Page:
GlobalSign, the certificate authority that the attacker who compromised Comodo and DigitNotar claimed he had infiltrated as well, said it has completed its months-long security review and found no evidence that its CA infrastructure was compromised or that any rogue certificates had been issued. The investigation did confirm that the company’s public Web server had been compromised, and GlobalSign decided to revoke its own SSL certificate and key.
After the attacker who goes by the name of Comodohacker claimed in September that he had compromised GlobalSign, the company began an investigation and temporarily stopped issuing digital certificates. The company restarted its CA operations shortly thereafter, but continued the investigation once it discovered the breach of its Web server.
Here is what the company’s investigation did not find any evidence of:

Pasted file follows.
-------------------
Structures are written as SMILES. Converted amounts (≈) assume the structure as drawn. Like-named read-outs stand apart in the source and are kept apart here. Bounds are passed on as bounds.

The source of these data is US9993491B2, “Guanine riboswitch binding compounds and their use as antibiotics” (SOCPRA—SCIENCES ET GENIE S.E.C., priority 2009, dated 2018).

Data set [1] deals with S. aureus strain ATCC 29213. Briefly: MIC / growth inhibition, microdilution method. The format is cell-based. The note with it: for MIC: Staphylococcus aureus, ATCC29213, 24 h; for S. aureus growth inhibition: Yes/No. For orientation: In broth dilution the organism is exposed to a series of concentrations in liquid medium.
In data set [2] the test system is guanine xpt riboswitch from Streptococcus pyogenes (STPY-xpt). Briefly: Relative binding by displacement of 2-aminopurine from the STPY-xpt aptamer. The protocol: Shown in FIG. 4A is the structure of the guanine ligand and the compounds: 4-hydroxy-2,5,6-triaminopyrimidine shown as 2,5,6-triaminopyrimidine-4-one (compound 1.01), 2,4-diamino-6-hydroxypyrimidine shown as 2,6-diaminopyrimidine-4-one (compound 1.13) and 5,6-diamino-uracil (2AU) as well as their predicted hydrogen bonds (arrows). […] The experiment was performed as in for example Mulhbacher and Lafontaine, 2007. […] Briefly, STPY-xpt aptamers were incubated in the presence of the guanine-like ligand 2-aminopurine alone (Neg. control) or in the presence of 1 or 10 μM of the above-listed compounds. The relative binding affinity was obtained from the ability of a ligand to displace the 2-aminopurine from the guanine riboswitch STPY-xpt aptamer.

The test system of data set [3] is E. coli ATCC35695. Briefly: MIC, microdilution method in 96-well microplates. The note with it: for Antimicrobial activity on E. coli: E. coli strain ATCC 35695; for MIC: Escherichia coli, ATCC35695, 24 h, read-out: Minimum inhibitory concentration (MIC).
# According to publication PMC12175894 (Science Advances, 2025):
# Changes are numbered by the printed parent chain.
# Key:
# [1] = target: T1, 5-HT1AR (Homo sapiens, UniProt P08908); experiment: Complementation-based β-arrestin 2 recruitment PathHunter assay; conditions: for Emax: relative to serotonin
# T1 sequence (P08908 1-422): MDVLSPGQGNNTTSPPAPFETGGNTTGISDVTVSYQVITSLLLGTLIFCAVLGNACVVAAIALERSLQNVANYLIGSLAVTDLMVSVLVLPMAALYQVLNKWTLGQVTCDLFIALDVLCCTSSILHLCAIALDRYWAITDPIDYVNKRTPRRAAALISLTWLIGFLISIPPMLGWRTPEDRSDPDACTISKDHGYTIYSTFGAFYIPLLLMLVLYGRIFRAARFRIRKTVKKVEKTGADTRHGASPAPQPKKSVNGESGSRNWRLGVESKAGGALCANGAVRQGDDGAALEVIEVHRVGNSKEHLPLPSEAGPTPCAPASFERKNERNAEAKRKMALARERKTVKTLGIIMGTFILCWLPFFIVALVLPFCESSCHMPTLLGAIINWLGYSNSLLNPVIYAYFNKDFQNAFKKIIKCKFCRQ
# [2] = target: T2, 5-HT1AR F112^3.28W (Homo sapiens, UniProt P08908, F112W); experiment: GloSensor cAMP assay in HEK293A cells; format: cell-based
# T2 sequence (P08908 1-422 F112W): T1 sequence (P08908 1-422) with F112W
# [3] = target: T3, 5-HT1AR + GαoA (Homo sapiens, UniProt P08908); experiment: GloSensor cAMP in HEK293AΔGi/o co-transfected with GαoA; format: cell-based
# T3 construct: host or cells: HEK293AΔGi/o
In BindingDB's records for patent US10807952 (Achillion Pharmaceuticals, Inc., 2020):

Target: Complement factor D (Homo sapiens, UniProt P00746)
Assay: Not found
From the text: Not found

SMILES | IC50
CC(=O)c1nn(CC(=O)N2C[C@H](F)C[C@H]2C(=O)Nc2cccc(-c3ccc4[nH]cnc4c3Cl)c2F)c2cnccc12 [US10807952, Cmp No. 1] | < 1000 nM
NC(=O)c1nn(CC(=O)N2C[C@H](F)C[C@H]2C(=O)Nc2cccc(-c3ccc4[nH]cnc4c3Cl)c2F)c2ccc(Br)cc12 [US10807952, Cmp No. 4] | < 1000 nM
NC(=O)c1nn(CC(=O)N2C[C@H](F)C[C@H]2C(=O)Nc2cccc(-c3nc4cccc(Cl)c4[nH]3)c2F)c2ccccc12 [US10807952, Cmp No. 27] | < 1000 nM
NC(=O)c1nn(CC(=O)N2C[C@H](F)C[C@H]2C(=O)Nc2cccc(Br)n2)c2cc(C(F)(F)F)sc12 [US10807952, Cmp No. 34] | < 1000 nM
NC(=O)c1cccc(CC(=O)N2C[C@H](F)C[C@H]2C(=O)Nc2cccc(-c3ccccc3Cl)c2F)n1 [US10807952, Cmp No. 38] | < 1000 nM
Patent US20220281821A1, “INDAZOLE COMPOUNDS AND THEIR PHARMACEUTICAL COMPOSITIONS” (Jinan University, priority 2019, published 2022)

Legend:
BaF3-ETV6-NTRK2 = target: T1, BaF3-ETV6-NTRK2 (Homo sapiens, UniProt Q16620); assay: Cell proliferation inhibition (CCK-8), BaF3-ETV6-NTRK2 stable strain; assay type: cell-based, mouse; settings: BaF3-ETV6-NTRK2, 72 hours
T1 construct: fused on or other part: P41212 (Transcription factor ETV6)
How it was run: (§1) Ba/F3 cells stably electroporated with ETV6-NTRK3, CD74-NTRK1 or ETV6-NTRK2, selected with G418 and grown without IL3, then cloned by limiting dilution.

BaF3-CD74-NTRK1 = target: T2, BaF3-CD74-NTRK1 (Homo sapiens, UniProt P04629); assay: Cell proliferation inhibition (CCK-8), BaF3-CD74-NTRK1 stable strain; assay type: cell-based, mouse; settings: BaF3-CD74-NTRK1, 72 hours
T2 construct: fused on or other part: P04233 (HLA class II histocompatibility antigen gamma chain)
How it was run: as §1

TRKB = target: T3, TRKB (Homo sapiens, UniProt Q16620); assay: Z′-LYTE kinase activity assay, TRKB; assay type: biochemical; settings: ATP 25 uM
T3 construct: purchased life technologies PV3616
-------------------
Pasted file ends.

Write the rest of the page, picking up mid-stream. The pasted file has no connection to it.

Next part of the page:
- Rogue Certificates issued.
- Customer data exposed.
- Compromised GlobalSign Root Certificate keys and associated Hardware Security Modules (HSM).
- Compromised GlobalSign Certificate Authority (CA) infrastructure.
- Compromised GlobalSign Issuing Authorities and associated HSMs.
- Compromised GlobalSign Registration Authority (RA) services.
The GlobalSign incident report says that while the company didn’t find any evidence of an intrusion in its CA infrastructure or certificate-issuance system, it considers the attack to be part of an ongoing series of such attacks on CAs and other critical pieces of the Internet’s infrastructure.
“GlobalSign, with the help of Fox-IT, found no evidence that the GlobalSign Certificate issuance infrastructure was compromised. However, GlobalSign has implemented additional controls around infrastructure, customer data protection and access to all systems. It is our view that this attack is one phase of an advanced persistent threat against all security solution providers. Because the threat landscape has evolved, GlobalSign believes greater controls are necessary across the industry and echoes the calls covered in WebTrust 2.0 and the recent updates to the Mozilla Root CA acceptance program,” the company’s report says.